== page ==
The Scientific Link between Better Sleep and Better Focus

sleepYou’ve certainly heard the old adage how you need between 7-8 hours of sleep at night for optimal health. This rests your body and your brain adequately, providing much needed recovery time. Research shows that with better sleep, you will think more clearly, be more focused and more productive during the day.

The Learning Process and Sleep

Sleep, memory and learning are all connected. Studies on humans and other animals suggest that the quality and quantity of sleep you get make a significant impact on memory and learning. A person who is sleep-deprived cannot focus their attention properly, affecting the learning process. Sleep also plays a crucial role in the consolidation of memory, essential to learning new information and skills.

Memory and learning are frequently described in terms of three functions:

1.) Acquisition- new information is introduced to the brain.

2.) Consolidation- the processes where a memory becomes stable.

3.) Recall- the ability to pull up information either consciously or unconsciously once it has been stored.

Memory, attention and learning are the most significantly studied cognitive skills in sleep deprivation research. Attention and memory are connected to the frontal lobe functions of the brain.

Because the frontal brain areas are the most vulnerable to sleep deprivation, studies show that the three functions of learning: acquisition, consolidation and recall, are impaired during prolonged wakefulness and lack of sleep. These studies are well established and documented.

What is Going on up There?

When you lack proper sleep, your attention, focus and vigilance drift, making it difficult to receive, process and retain information. Your interpretation of events might also be affected, causing you to lose your ability to make sound and smart decisions.

Judgment is impaired when you can no longer accurately process the situation, plan accordingly or choose the proper behavior. Without adequate sleep, over-worked neurons cannot function to coordinate information correctly. Neurons do not fire ideally, muscles are not rested and the body’s organ systems cannot synchronize.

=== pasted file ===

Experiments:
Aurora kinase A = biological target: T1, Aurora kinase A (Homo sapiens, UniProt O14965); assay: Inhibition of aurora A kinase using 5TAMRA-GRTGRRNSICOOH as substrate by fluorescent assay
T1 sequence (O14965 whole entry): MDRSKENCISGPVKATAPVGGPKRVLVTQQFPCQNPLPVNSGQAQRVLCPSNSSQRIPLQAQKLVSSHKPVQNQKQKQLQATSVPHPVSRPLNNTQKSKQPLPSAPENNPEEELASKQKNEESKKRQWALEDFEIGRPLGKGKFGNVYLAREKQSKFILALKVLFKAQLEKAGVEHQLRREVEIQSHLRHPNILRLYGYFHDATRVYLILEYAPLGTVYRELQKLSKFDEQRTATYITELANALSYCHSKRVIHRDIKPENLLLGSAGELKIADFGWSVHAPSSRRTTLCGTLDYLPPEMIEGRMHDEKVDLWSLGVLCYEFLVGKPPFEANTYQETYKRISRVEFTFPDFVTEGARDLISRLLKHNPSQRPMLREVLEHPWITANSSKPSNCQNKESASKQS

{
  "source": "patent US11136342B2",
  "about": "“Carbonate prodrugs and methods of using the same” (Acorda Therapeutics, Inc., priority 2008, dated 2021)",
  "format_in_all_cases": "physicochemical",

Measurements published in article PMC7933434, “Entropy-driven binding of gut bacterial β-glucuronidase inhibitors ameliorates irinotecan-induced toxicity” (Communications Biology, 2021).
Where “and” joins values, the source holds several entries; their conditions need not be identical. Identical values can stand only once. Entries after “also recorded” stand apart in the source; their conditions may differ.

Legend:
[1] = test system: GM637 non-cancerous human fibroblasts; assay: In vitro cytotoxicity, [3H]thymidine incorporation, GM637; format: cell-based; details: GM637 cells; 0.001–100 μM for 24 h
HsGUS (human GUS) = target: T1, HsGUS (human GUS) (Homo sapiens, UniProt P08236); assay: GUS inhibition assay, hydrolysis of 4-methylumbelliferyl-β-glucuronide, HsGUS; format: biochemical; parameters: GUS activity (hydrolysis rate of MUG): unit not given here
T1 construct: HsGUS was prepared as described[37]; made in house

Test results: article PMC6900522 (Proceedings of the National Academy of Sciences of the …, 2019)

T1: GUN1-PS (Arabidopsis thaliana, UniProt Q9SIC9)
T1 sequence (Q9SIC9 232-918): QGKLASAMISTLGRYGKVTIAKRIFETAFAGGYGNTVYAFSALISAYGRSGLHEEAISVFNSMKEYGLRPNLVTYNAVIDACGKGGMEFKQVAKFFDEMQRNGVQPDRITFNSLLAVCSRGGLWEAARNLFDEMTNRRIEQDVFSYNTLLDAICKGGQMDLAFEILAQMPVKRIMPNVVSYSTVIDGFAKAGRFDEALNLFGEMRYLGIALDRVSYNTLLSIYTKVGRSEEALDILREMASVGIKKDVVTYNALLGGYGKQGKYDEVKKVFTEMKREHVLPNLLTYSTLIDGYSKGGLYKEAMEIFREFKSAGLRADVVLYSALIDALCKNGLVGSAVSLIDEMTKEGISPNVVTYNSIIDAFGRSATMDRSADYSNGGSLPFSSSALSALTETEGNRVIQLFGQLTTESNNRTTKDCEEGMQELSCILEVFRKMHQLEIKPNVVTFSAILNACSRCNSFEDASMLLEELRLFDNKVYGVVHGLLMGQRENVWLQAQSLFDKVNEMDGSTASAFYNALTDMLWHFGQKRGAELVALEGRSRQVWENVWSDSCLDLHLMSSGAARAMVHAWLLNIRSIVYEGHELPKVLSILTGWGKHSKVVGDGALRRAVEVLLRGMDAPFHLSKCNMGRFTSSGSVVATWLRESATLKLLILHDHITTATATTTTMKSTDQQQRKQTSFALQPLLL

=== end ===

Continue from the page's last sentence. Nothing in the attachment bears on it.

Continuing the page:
In a nutshell, sleep keeps the nervous and endocrine systems in tip-top shape and working together optimally.

What Does the Doctor Order?

For one thing, doctors recommend getting in bed slightly earlier and sleeping a little later. For example, the American Academy of Pediatrics released a study showing that in the mornings young people need more time to sleep.

Research shows that when students are fully rested, they are more alert and ready to learn. They suggest that starting school and work just half an hour later can allow people to sleep in later and be better capable of focusing and absorbing new information.

They prescribe a quiet, dark, cool environment and recommend not leaving the TV on while you sleep. Low, quiet music can be helpful in inducing a deep, peaceful sleep, but the television actually impedes the deep REM sleep your body and mind need.

It’s not a secret that your body and mind function optimally after a good night’s sleep. Research proves that as you sleep, your mind reviews and recaps what you’ve learn, allowing your brain to retain it.

The same research showed that just two weeks of limited sleep, approximately four hours per night, creates a brain deficit equally as severe as that of people who hadn’t slept at all for three consecutive nights.

As lack of sleep continues, memory, attention and other cognitive functions suffer greatly, creating a sleep deficit. Regular sleep deprivation is biologically equal to consistently spending more money than you have. Make sure you are at your best each day by getting plenty of good sleep.

Sources & References
http://healthysleep.med.harvard.edu/healthy/matters/benefits-of-sleep/learning-memory
http://www.ncbi.nlm.nih.gov/pmc/articles/PMC2656292/

http://www.pillowpancake.com/obstructive-sleep-apnea/
http://www.fastweb.com/student-life/articles/ten-scientific-reasons-you-need-a-good-nights-sleep
http://www.apa.org/action/resources/research-in-action/sleep-deprivation.aspx
http://time.com/tag/sleep/

 

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